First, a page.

Healthcare professionals are experiencing profound psychological trauma during this pandemic. Recent surveys of medical workers in China, Canada, and Italy who treated COVID-19 patients found significantly high rates of anxiety, depression, and insomnia. The World Health Organization in a recent report about the pandemic’s impact on mental health highlighted that healthcare workers are as vulnerable as patients.
With the highest number of COVID-related deaths in the world, U.S. healthcare professionals on the front lines are exhausted and frightened. In such a crisis, physicians and other medical professionals not just need PPE bus also emotional support.
Burnout, Trauma & PTSD Among Medical Workers
Medical experts have defined COVID-19 as a multi-organ disease that can affect the body from head to toe. While treating patients with such diverse and often unpredictable conditions, physicians and other medical workers are overwhelmed. The death, uncertainty, and patients’ struggle take a heavy mental toll on the front-line workers. They also experience the helplessness of families and loved ones. Such experiences could trigger a sense of powerlessness among physicians.
Such environments make healthcare workers more susceptible to post-traumatic stress, mental health experts say. While medical administrators are focused on ensuring supplies with personal protective equipment manufacturers, physicians’ mental health could often get overlooked.
Emotional Support & Therapy
Medical workers are being celebrated as front-line warriors and heroes worldwide. But what they need most amid this crisis is emotional support and a safe working environment in health care facilities. Personal protective equipment and medical supplies are crucial. But ensuring their mental well-being is as important. Psychologists believe that even when the rates of new COVID-19 cases and death begin to reduce the trauma of medical workers is likely to continue. Therapists specializing in treating trauma are offering free sessions to medical workers nationwide.
Medical administrators and policymakers need to provide medical workers with emotional personal protective equipment. These may include, among other things, ensuring timely compensation, incentives, and other rewards. Communities also need to deal with their attitude toward healthcare professionals. We have read and heard incidents of communities turning away healthcare workers due to fear of contracting the virus. This kind of behavior makes it even harder for medical professionals to deal with the crisis.
Specialized Trauma Therapy for Front-line Workers
Health care workers need specialized trauma therapy so they can averse the long-term damaging effects of the pandemic-induced trauma. This will also help depleted professionals to overcome the trauma so they can continue doing their job with efficiency.
The Fairfield County Trauma Response Team, for instance, has been treating dozens of emergency medical technicians, doctors, and nurses. The group was founded by psychologist Karen Alter-Reid. The distinguishing characteristic of a pandemic-induced trauma is that no one knows when it will end, Alter-Reid says. Medical professionals the much-needed contact with the family. Health care workers are used to hugs, backslaps, and sharing beers after a rough shift. Now, these things have become all but impossible due to safety measures.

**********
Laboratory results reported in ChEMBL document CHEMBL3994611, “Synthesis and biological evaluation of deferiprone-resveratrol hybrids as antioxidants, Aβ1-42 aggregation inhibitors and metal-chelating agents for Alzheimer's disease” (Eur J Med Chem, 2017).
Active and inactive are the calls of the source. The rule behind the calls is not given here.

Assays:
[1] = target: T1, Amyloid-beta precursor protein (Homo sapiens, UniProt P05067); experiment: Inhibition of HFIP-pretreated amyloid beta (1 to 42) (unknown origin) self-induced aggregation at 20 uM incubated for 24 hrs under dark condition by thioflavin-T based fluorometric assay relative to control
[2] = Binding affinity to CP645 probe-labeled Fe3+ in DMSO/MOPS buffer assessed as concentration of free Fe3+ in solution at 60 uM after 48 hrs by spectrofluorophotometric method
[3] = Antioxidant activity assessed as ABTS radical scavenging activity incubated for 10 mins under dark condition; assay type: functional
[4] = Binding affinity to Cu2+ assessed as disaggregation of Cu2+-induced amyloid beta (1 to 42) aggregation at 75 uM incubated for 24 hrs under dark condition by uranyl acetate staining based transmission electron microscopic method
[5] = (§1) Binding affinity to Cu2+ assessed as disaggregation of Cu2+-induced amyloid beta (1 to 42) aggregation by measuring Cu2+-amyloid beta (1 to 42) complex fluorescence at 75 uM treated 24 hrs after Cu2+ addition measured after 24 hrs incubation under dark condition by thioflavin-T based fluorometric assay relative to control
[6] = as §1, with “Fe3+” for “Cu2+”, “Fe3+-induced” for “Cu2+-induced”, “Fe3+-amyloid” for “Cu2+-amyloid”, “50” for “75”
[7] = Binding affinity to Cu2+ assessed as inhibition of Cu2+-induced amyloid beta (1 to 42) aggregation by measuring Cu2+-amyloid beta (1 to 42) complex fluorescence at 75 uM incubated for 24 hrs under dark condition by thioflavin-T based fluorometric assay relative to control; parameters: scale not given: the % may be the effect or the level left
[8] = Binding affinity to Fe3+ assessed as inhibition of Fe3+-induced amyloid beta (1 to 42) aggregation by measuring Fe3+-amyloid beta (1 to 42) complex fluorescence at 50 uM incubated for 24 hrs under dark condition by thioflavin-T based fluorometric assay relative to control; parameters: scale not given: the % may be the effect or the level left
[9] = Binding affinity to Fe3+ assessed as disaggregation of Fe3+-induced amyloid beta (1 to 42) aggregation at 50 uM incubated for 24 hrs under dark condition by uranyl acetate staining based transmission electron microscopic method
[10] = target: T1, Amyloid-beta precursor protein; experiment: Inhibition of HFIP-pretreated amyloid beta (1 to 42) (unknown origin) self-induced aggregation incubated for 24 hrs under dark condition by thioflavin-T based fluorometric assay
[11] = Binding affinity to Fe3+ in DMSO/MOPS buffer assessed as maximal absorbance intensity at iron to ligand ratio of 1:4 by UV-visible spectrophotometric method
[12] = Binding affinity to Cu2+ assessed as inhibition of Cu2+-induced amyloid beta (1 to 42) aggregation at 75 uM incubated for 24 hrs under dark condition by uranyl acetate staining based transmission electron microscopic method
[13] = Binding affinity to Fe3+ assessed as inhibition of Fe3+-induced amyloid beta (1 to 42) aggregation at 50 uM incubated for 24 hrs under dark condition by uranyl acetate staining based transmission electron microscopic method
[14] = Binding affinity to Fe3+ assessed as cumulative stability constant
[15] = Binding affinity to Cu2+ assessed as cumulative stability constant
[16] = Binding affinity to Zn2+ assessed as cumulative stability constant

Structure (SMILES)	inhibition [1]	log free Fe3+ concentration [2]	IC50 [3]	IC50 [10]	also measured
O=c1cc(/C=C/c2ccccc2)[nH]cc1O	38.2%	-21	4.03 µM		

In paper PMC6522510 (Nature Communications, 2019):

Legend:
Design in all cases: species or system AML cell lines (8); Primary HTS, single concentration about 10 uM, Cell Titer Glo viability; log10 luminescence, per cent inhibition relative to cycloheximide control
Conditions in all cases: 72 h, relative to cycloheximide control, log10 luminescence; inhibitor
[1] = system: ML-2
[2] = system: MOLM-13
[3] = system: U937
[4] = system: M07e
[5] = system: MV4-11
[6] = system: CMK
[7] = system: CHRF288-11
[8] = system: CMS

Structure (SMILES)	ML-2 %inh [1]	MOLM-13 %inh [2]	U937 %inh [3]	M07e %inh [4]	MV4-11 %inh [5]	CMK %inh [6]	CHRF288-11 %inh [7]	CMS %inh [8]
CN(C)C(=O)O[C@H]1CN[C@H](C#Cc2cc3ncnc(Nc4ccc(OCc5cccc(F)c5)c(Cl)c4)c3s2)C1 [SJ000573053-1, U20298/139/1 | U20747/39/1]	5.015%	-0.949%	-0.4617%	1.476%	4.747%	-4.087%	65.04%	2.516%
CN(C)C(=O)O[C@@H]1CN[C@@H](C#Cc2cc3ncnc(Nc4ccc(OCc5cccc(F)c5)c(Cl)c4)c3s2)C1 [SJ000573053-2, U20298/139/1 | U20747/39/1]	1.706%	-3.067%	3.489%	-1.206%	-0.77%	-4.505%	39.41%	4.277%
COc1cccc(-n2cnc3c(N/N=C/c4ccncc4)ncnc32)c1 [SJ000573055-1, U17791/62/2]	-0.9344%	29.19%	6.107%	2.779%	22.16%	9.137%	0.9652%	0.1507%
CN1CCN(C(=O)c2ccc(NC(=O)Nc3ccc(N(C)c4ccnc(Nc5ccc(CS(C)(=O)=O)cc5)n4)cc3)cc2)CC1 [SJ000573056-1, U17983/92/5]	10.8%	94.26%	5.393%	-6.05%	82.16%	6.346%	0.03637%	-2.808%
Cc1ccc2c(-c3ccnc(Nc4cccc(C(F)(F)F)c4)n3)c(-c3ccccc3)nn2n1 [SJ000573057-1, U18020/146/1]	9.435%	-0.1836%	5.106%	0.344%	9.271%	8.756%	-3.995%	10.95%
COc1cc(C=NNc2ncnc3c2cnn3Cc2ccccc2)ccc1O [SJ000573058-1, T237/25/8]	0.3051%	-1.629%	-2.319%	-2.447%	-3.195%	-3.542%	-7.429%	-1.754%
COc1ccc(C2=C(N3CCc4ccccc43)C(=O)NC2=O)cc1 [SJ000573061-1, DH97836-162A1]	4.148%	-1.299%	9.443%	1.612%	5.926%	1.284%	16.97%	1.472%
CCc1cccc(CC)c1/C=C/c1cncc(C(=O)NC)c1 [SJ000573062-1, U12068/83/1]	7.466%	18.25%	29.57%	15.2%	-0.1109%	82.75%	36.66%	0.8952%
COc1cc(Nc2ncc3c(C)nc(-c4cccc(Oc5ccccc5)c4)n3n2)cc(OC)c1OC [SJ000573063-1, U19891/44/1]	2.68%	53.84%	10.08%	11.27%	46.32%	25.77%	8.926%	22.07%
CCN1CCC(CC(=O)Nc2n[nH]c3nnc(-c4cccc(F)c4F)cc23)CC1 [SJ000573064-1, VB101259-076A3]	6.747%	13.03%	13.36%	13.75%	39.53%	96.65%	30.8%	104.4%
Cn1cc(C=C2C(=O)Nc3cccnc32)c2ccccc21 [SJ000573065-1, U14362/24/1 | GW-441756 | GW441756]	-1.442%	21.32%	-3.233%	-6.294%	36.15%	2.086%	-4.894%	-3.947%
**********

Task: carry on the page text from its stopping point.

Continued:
Dr. Alter-Reid’s trauma response team has been able to help some professionals regain stability through Zoom group therapy. In such therapy sessions, medical workers share their struggles with each other via a computer screen. They talk about the experience of, among other things, living away from families to keep them safe.
The widespread burnout and suicide among health care professionals are being studied widely. For example, a group of psychologists explored the impact of the pandemic in the West Coast’s medical system. Most findings indicate medical professionals’ psychological trauma during this worst health crisis of the century. Government officials and hospital leaders need to create a culture of emotional support that enables medical workers to deal with the psychological toll. At Co-Defend, one of the leading bulk PPE suppliers in the USA, we are always committed to helping healthcare professionals by ensuring their safety.
Q. What is emotional and psychological trauma?
Emotional and psychological trauma are usually triggered by extraordinarily stressful events. Such events can shake your sense of security, making you feel helpless. Psychological trauma can leave you struggling with upsetting emotions, memories, and anxiety that might not go away for a long time.
Q. What is burnout in the medical field?
Burnout is a long-term stress reaction marked by emotional exhaustion, depersonalization, and a lack of sense of personal accomplishment. The health care environment can put physicians and other medical professionals at a high risk of burnout.
Q. What profession has the highest rate of PTSD?
Medical professionals have the highest rate of post-traumatic stress disorder. Nurses in intensive-care units and mental health care have been shown to have high rates of PTSD symptoms.